But a growing team means growing expenses, and our profit margins dipped pretty significantly in the back half of 2018 (from near 20% to closer to 7% at it’s lowest). We also moved everyone to salary, which has meant some anxiety about hitting our bi-weekly goals.
Investing back into the business was something we needed to do, but it coincided with a significant drop-off in growth – I based my decisions on building the team based on our rate of growth over the last year, but that growth leveled off almost instantaneously.
Why? I have a few ideas – more team meant more of my time spent working on internal issues (building systems, processes, management, etc), instead o marketing; housing market shifted, meaning lots of middle-tier investors stopped doing as much marketing; Google Ads have grown increasingly expensive while also becoming less targeted.
This month in particular was VERY slow, which made meeting payroll a bit of a sprint. We did it, but it drove home for me the need to be much more careful about spending.
Our growth has been fantastic, but it doesn’t mean it’s going to stay that way. Ignoring the bottom line, and “not having time” to keep the marketing flowing, is a sure-fire recipe for disaster.
Lot of great people – and their families – betting on my ability to manage these things. I take that responsibility very seriously.
What did we save?
All told, we saved about 50k this year.
Much of that was simply invested in the market via things like Wealthfront, a 401k, ROTH IRA, etc.
A gigantic chunk of that went to pay for the down payment on the house and some renovations (mostly, finishing the basement).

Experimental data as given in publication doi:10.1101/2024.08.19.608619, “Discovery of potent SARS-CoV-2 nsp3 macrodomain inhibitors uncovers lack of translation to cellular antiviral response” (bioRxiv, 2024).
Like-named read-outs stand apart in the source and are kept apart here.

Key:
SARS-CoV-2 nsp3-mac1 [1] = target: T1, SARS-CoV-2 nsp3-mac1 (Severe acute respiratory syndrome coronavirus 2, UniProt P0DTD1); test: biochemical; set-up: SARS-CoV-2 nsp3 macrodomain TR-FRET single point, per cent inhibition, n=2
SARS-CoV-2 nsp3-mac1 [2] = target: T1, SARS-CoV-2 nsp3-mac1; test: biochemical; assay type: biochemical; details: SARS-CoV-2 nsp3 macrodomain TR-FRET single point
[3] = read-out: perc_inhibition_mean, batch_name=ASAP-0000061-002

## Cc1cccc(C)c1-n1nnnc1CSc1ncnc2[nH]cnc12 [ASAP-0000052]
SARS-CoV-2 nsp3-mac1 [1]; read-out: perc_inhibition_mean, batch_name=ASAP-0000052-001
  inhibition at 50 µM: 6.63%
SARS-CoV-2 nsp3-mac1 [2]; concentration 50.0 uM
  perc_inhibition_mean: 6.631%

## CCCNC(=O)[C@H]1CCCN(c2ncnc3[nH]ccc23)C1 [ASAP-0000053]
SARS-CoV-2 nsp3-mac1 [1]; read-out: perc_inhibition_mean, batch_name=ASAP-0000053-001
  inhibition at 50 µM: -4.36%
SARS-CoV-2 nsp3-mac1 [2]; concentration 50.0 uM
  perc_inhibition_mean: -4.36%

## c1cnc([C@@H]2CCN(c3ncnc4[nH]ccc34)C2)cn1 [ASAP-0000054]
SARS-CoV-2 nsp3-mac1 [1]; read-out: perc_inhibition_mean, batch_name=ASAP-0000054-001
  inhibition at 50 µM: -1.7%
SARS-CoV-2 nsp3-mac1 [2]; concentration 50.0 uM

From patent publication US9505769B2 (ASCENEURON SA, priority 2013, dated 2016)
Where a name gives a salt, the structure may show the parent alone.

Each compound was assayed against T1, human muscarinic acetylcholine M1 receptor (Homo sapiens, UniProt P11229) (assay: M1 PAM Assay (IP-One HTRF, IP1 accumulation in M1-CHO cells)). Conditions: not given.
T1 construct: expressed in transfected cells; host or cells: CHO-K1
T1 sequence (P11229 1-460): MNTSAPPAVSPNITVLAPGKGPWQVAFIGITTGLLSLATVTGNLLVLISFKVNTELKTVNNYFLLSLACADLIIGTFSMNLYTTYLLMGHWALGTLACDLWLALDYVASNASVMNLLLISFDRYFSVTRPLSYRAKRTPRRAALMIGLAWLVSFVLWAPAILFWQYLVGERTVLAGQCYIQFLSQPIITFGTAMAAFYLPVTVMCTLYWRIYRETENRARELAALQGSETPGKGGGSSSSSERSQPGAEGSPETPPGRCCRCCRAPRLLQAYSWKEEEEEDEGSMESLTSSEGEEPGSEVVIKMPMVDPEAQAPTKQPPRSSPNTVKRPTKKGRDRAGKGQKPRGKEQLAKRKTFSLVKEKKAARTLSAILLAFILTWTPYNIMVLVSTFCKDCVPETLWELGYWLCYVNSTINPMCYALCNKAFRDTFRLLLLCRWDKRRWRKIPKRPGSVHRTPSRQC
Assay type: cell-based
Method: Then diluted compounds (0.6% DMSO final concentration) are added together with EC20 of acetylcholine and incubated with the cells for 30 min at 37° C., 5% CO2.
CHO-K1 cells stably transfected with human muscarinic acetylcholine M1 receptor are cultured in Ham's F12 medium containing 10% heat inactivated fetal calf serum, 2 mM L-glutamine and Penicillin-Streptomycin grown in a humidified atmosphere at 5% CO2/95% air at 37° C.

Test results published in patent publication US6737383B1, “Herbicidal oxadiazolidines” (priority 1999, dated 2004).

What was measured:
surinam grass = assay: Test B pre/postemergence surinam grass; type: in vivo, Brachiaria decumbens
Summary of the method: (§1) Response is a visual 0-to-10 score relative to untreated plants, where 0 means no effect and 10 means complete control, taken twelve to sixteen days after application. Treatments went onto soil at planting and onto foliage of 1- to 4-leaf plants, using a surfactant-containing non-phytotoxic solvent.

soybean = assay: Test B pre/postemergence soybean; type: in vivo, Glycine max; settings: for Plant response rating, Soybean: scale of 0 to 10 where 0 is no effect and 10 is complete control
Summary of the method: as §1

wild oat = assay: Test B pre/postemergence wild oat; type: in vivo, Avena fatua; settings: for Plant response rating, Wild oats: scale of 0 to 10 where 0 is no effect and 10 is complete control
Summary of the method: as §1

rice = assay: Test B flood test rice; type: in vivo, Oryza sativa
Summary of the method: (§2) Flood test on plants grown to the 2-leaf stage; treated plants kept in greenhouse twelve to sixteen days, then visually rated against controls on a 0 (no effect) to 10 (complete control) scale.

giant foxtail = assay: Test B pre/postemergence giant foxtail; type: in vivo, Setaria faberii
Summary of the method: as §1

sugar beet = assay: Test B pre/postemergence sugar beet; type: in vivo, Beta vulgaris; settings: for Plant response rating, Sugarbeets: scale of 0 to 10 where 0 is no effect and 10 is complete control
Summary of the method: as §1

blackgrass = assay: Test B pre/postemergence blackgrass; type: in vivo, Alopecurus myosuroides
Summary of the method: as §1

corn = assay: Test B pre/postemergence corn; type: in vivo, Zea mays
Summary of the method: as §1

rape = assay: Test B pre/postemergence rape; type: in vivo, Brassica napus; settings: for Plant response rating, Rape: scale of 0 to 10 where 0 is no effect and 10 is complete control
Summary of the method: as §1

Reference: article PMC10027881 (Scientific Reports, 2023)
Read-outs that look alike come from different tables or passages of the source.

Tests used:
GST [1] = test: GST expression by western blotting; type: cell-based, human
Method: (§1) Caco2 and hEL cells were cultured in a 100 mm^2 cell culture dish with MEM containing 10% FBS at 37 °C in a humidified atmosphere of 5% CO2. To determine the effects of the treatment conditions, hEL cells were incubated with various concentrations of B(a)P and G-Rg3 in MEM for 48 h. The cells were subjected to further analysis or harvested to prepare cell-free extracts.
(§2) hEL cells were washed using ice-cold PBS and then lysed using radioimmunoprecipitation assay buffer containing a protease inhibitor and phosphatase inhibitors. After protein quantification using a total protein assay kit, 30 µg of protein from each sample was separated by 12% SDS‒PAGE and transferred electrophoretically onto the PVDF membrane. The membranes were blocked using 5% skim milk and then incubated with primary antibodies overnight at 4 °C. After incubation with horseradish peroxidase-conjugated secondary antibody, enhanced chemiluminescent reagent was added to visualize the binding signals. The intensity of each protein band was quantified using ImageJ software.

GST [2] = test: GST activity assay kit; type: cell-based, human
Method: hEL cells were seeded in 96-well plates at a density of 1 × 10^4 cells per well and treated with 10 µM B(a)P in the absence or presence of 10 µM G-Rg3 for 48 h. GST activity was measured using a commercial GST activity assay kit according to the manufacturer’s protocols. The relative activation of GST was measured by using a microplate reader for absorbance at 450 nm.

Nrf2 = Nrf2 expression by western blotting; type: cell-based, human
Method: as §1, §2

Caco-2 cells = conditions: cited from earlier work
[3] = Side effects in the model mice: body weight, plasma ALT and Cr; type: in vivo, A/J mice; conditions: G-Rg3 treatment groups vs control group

We did it, I knew we would do it, cool. I’m glad we did it.
But having our savings be, for now, almost all in stocks is EXTREMELY unnerving.
Cash, cash, cash. Cash on hand. Cash on hand is security. That’s my goal for 2019 – 3 months of expenses, for both us and the business, in the bank, accessible at any time.
I feel over-extended. It is not a feeling I enjoy at all. I’ve been reading lots of stories of the financially-ruined as a motivator to get back on the side of virtue.
So…how did it go?
Overall, this was a year marked by MASSIVE professional growth and a huge improvement in quality of life.
However, it was also marked by some significant over-extension, and a significant slow-down in progress in my personal life (physical appearance, attention to dress and grooming, etc).
Essentially, I had huge life transitions and used up a whole lot of attention and will power to manage them.
That’s fine, and I’m happy with what we’ve accomplished as a family. But it’s time to re-assess; I want to refocus on some priorities that have gotten short shrift, and re-orient overall towards security and savings.
I’ll go over my plan for that, and all my 2019 goals, in my next blog post.
Thanks a lot, 2018. You were a good one.